Combined Pill vs the Mini Pill

What you need to know about the different types of pills.

The contraceptive pill is a popular method for women to avoid pregnancy. If used correctly, the pill is 99% safe in preventing pregnancy. The pill is the most commonly used oral contraceptive and 25% of U.S. women between the ages of 15 to 44 are currently using it.

 

There are different types and hundreds of brands offering oral contraceptives which can make the process of choosing the right pill confusing. You may have heard of the combined pill and the mini-pill. But what exactly are the differences?

 

The combined contraceptive pill

The combination pill is the most commonly prescribed form of hormonal pill. It contains estrogen and progesterone as its main active ingredients. The pill works by preventing ovulation - the process of an egg being released for fertilization by the ovaries. The hormones also cause the womb lining to be thinner which prevents a fertilized egg from attaching.

 

Typically, the combined oral contraceptive comes in a pack of 21 pills and 7 placebo pills. The placebos are included so patients don’t forget to take a pill. Oral contraceptives must be taken consecutively around the same time each day. To help you avoid forgetting to take a pill, you can establish a routine. For example, take the pill with your breakfast every morning or after brushing your teeth.

 

Most combined contraceptive pills are taken on the first day of your period and are effective immediately. But it’s important to check the packaging content as effectiveness may vary depending on brand and active ingredients.

 

The progesterone-only pill (mini-pill)

As the name suggests, the progesterone-only pill does not contain estrogen. It prevents pregnancy in a similar manner to a combined oral contraceptive: by thickening the cervical mucus and preventing sperm from reaching the uterus.

 

The mini-pill is usually taken on the first day of your period and consecutively according to the package instructions. Many mini-pills are taken for the full month without a 7-day break. It is just as effective (99%) as the combined contraceptive if taken correctly.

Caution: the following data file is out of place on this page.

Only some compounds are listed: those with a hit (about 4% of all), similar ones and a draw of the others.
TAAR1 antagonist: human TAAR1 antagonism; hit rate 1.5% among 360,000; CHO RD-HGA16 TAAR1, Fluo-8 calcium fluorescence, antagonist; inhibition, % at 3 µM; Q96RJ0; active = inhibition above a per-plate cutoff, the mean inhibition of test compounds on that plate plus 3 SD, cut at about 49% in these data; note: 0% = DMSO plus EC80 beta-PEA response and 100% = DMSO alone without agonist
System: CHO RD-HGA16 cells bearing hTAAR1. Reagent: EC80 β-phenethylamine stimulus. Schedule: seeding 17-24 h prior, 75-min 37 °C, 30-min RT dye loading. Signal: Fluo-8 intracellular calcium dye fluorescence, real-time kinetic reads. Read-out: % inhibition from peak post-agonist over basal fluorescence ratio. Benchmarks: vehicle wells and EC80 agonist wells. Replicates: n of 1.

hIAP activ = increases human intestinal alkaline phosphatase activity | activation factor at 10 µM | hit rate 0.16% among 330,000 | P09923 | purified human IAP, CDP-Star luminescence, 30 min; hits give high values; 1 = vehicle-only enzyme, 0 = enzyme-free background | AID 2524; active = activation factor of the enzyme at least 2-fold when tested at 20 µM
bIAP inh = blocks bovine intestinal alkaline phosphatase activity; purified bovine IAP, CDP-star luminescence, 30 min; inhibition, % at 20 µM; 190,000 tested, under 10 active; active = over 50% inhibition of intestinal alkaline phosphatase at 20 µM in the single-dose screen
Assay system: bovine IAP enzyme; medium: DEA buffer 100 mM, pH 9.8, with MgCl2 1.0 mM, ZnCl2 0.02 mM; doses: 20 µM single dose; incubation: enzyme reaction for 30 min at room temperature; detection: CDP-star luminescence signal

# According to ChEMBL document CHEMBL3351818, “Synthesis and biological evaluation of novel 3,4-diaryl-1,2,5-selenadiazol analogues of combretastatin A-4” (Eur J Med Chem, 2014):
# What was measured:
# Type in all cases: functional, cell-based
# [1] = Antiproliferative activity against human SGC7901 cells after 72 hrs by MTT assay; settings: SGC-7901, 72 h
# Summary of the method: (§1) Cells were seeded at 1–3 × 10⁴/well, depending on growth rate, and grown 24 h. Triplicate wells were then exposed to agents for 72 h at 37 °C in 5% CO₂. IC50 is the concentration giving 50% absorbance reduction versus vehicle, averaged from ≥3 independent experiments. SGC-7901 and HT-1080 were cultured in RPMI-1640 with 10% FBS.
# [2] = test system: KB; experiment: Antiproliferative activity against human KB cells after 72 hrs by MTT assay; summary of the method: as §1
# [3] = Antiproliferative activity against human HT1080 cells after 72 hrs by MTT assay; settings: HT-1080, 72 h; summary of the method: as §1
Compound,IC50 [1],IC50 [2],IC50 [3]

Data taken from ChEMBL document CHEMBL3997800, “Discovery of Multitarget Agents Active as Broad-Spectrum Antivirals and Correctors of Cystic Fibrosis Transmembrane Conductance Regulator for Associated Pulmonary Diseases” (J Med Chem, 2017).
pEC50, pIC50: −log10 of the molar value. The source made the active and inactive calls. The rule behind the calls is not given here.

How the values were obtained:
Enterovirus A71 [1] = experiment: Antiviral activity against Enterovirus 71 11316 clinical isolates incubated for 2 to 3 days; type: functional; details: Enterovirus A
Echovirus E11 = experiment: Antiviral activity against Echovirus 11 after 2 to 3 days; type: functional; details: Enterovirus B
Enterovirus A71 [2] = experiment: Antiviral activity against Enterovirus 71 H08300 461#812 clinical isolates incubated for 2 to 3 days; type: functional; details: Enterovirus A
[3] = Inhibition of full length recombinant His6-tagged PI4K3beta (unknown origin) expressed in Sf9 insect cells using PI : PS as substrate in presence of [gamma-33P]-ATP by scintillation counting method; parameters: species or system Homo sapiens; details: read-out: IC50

The progesterone-only pill is prescribed to women who are sensitive to estrogen or cannot take estrogen because of prior medical conditions. Women who breastfeed or those who smoke and are over the age of 35 years may also be recommended the mini-pill as opposed to the combined oral contraceptive.

 

Other reasons to take the contraceptive pill

Some patients take the contraceptive pill as a treatment to ease their symptoms of endometriosis. Both the combined pill and mini-pill have been shown to be effective in reducing pain experienced by sufferers of endometriosis. But the mini-pill may provide better long-term relief even after the contraceptive method is discontinued.

 

You can also take the hormonal pill to lessen cramps experienced during your menstruation or to shorten your periods. The combination pill has been associated with a reduction of ovarian and endometrial cancer. Speak to your doctor if you’re concerned or would like to find out more about contraceptive pills available.

 

References

  1. Cooper DB, Adigun R, Mahdy H. Oral Contraceptive Pills. [Updated 2019 Aug 14]. In: StatPearls [Internet]. Treasure Island (FL): StatPearls Publishing; 2019 Jan-. Available from: https://www.ncbi.nlm.nih.gov/books/NBK430882/
  2. Carey, M., & Allen, R. (2012). Non-contraceptive uses and benefits of combined oral contraception. The Obstetrician & Gynaecologist, 14/4: 223-228. https://doi.org/10.1111/j.1744-4667.2012.00126.x
  3. Weisberg, E., & Fraser, I. S. (2015). Contraception and endometriosis: challenges, efficacy, and therapeutic importance. Open access journal of contraception, 6, 105–115. https://doi.org/10.2147/OAJC.S56400

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